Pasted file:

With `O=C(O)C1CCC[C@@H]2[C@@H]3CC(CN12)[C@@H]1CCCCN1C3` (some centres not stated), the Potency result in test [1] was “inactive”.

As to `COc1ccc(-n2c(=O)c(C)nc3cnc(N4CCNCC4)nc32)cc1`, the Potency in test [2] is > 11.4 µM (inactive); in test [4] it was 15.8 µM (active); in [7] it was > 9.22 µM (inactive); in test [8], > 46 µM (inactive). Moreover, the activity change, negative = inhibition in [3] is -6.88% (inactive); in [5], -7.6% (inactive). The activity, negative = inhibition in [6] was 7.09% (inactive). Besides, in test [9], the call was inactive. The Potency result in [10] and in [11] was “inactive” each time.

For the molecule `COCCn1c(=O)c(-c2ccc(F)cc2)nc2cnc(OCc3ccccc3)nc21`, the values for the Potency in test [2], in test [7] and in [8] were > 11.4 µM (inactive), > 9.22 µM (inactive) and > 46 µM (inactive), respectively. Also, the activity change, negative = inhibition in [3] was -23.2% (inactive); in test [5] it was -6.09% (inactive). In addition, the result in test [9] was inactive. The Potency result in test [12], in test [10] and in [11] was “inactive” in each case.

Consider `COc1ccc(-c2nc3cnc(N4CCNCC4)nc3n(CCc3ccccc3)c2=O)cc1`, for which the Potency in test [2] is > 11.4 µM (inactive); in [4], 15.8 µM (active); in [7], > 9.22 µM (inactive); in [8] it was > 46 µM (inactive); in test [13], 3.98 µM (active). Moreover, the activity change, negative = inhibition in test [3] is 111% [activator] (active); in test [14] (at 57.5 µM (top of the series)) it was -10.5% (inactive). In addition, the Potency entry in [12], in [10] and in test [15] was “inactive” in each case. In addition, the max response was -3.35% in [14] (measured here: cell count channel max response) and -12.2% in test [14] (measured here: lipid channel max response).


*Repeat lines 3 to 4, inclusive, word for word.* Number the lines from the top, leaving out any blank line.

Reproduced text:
For the molecule `COCCn1c(=O)c(-c2ccc(F)cc2)nc2cnc(OCc3ccccc3)nc21`, the values for the Potency in test [2], in test [7] and in [8] were > 11.4 µM (inactive), > 9.22 µM (inactive) and > 46 µM (inactive), respectively. Also, the activity change, negative = inhibition in [3] was -23.2% (inactive); in test [5] it was -6.09% (inactive). In addition, the result in test [9] was inactive. The Potency result in test [12], in test [10] and in [11] was “inactive” in each case.

Consider `COc1ccc(-c2nc3cnc(N4CCNCC4)nc3n(CCc3ccccc3)c2=O)cc1`, for which the Potency in test [2] is > 11.4 µM (inactive); in [4], 15.8 µM (active); in [7], > 9.22 µM (inactive); in [8] it was > 46 µM (inactive); in test [13], 3.98 µM (active). Moreover, the activity change, negative = inhibition in test [3] is 111% [activator] (active); in test [14] (at 57.5 µM (top of the series)) it was -10.5% (inactive). In addition, the Potency entry in [12], in [10] and in test [15] was “inactive” in each case. In addition, the max response was -3.35% in [14] (measured here: cell count channel max response) and -12.2% in test [14] (measured here: lipid channel max response).